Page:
This is the beginning of the story of Sonship, showing first the natural and then the spiritual. The story begins with Abram, not with Abraham. As Abram, he brought forth Ishmael, "born according to the flesh" (Gal. 4:23). It was a natural childbirth. Only later, as Abraham, would he bring forth Isaac, who was born supernaturally when Sarah was already beyond child-bearing years (age 90). Isaac was the child born "through the promise" (Gal. 4:23).
So we see that the 44th time Abram is mentioned begins the account of how Ishmael was conceived through Hagar, the Egyptian. Abram's bright idea about how to have a son was brilliant, but fleshly. Ishmael was a believer, but he was not the chosen one (inheritor), according to Scripture. He represents all children of the flesh, including fleshly and immature believers.
It is striking that the 44th time Abraham's name is mentioned is in Gen. 21:14, where Ishmael and his mother are cast out.
(14) So Abraham rose early in the morning, and took bread and a skin of water, and gave them to Hagar, putting them on her shoulder, and gave her the boy, and sent her away. And she departed and wandered about in the wilderness of Beersheba.
This occurred immediately after the final contention between the boys, where the book of Jasher says Ishmael threatened to kill Isaac. When we compare the 44th mention of Abram with the 44th mention of Abraham, we see an important pattern in determining the "chosen one" who was to inherit all things. Without the inspiration of the Holy Spirit, Abram intended to make Ishmael the chosen one, but Spirit-filled Abraham cast out the child of the flesh in order to establish the child of promise as the true chosen one.
Paul tells us in Galatians 4 that this was an allegory, a historical account that had spiritual meaning and application to us today. He relates this to the conflict between the two covenants, represented by Hagar and Sarah. The "children" of those two covenants are Ishmael and Isaac. Ishmaelites, Paul says, are the children of the flesh in Jerusalem who practice Judaism. The children of Isaac are the Christian believers who have come under the New Covenant and have been filled with the Holy Spirit.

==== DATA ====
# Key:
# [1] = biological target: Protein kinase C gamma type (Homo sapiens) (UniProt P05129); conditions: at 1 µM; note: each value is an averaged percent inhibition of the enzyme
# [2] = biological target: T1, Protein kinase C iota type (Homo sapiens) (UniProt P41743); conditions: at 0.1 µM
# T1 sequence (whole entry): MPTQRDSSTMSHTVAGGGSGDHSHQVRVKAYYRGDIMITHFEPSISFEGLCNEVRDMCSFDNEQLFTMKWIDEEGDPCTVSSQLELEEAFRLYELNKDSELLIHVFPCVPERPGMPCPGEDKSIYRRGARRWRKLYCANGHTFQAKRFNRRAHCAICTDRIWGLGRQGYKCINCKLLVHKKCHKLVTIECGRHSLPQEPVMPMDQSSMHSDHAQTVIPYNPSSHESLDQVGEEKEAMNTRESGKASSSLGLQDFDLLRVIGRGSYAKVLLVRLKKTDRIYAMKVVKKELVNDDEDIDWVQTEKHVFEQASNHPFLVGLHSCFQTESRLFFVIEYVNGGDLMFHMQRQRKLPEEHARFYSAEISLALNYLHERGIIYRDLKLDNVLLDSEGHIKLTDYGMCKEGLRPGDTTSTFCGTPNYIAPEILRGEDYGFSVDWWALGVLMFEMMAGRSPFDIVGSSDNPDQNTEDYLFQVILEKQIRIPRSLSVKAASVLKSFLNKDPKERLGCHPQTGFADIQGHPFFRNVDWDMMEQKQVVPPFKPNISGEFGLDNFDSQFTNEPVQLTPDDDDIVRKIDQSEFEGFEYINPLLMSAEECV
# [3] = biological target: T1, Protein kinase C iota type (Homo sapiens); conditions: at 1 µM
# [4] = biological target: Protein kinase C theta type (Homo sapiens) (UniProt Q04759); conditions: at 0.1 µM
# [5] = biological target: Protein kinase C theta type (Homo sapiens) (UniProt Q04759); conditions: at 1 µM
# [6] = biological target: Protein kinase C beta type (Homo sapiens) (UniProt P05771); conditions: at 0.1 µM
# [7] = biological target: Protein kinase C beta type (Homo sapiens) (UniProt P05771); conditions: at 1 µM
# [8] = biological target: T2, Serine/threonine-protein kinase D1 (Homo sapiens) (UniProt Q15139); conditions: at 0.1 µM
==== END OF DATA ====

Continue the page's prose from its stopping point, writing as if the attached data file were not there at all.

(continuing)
Paul makes it clear that the Christians were to "cast out the bondwoman and her son," even as Abraham did. This was grievous to Abraham (Gen. 21:11), even as it was grievous to the Jewish believers of the early Church. Yet Isaac could not come fully into his calling while the conflict remained unresolved. So also is it today. Much of the Church again has given up its Isaac identity in favor of the adherents of Judaism. Ishmael is once again contending for the inheritance, and Hagar-Jerusalem is once again claiming to be the mother of the chosen ones.
Hence, once again, Hagar and Ishmael will be cast out in another catastrophe similar to the destruction of the city in 70 A.D. It appears to be the only way to resolve the issue once and for all.
The 44th time that Joshua's name is mentioned is in Josh. 4:8,
(8) And thus the sons of Israel did as Joshua commanded and took up twelve stones from the middle of the Jordan...
These stones were to be a "witness" in Gilgal that the chosen inheritors of the Promised Land had passed through the Jordan (death and resurrection). It was the same location where Jesus (Yeshua, or Joshua) was later baptized. One can only be an inheritor through the process of dying with Christ and being raised with Him in newness of life (Rom. 6:5). One must acknowledge Jesus Christ, the Mediator of the New Covenant. Apart from this, no man is an inheritor, regardless of his genealogy.
Finally, if Christian believers are still contending in their minds over this issue, let the issue be fully resolved as Paul instructs us. Cast out the bondwoman, and look to Sarah, the New Jerusalem, as your mother.
Dr. Stephen Jones